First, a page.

3 Surprising Numbers From ConocoPhillips' Q2 Report

By Markets Fool.com

Image source: ConocoPhillips.

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ConocoPhillips' (NYSE: COP) second-quarter report was a tale of two companies. Financially, the report was not pretty, with ConocoPhillips reporting a loss of $1.1 billion, which was much wider than the $179 million loss it reported in the year-ago period due to even weaker oil and gas prices. That said, operationally the company's quarter was not that bad, with it making solid progress to improve three key numbers.

1. Surprise! We beat our production guidance

Heading into the quarter, ConocoPhillips expected its output to be in the range of 1.5 million to 1.54 million barrels of oil equivalent per day, or BOE/d. However, that projection was before the Surmount oil sands facility, which is a 50-50 joint venture with French oil giant Total (NYSE: TOT), had to be shut down in early May through mid-June due to the wildfires in Canada. At the time the facility was producing 60,000 barrels per day and was in the process of being ramped up to 170,000 barrels per day as a result of ConocoPhillips and Total recently finishing phase 2.

Surprisingly, those wildfires did not weigh on ConocoPhillips' overall production as much as anticipated. Instead, production averaged 1.546 million BOE/d, which exceeded the high end of its guidance range. Fueling the stronger-than-expected production were recently completed projects, including Foster Creek Phase F with its other oil sands joint venture partner Cenovus Energy (NYSE: CVE), as well as strong performance from its unconventional shale assets. Production within the Cenovus Energy joint venture was particularly strong, with the Foster Creek facility's production up 11% year over year thanks to Phase F while the Christina Lake facility's production was up 8% thanks to an optimization project completed late last year.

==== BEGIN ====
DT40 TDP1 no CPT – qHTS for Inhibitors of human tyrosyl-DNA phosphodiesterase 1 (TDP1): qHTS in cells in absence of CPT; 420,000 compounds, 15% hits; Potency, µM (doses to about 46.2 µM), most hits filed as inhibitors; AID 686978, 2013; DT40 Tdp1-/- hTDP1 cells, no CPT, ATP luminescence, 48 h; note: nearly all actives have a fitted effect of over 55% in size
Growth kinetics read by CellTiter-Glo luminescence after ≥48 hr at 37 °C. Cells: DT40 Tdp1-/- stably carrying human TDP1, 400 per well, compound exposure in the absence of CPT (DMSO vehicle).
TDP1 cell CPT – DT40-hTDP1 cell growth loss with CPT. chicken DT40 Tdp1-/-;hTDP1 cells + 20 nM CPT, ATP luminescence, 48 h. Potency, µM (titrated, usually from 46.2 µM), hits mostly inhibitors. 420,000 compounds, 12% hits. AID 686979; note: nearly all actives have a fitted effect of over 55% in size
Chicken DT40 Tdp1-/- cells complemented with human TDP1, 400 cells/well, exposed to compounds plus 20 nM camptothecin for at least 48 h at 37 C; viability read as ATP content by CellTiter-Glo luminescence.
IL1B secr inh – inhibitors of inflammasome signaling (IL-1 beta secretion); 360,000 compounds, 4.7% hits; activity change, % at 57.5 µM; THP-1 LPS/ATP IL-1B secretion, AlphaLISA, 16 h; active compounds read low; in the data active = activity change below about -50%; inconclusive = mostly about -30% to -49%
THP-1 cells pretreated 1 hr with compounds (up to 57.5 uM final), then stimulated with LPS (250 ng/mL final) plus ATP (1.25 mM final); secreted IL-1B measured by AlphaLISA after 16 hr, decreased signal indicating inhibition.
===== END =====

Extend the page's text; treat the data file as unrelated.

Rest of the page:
Image source: Cenovus Energy.

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2. Surprise! We are lowering our capital expenditures budget again

Because of its guidance beating production, ConocoPhillips raised its full-year outlook. The company now expects production to be in the range of 1.54 million to 1.57 million BOE/d, which is up from its prior forecast for average daily production of 1.525 million BOE/d. What's such a surprise is the fact the ConocoPhillips is accomplishing that while shaving another $200 million off its capex budget, bringing it down to $5.5 billion. The newly revised budget is also well below the $7.7 billion budget the company initially announced last December. Driving the most recent cut is the company's ability to capture additional cost savings through efficiency gains, enabling it to do more with less capital.

3. Surprise! We paid off some debt

Last quarter the company took advantage of its solid credit rating to raise $4.6 billion of low-cost debt to bolster its cash position. In doing so, the company's pushed its total outstanding debt up toward $30 billion, which is well above its $25 billion target,though Conoco made it clear that it wanted to get debt back below the target level as soon as feasible. The company made significant progress on that aim during the second quarter, reducing debt by $800 million thanks in part to a $200 million asset sale.

The company plans to continue to pay down debt by diverting its excess cash flow and asset sale proceeds toward that end. Additional asset sales are already in the pipeline, with the company announcing the sale of its Senegal assets for $350 million earlier this month. That deal puts the company on pace to hit its $1 billion asset sale target for the year.

Investor takeaway

While its financial performance remains weak due to persistently low oil prices, ConocoPhillips' operations are firing on all cylinders. That is enabling the company to do more with less, which will really pay off down the road once prices improve.

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Matt DiLallo owns shares of ConocoPhillips. The Motley Fool recommends Total. Try any of our Foolish newsletter services free for 30 days. We Fools may not all hold the same opinions, but we all believe that considering a diverse range of insights makes us better investors. The Motley Fool has a disclosure policy.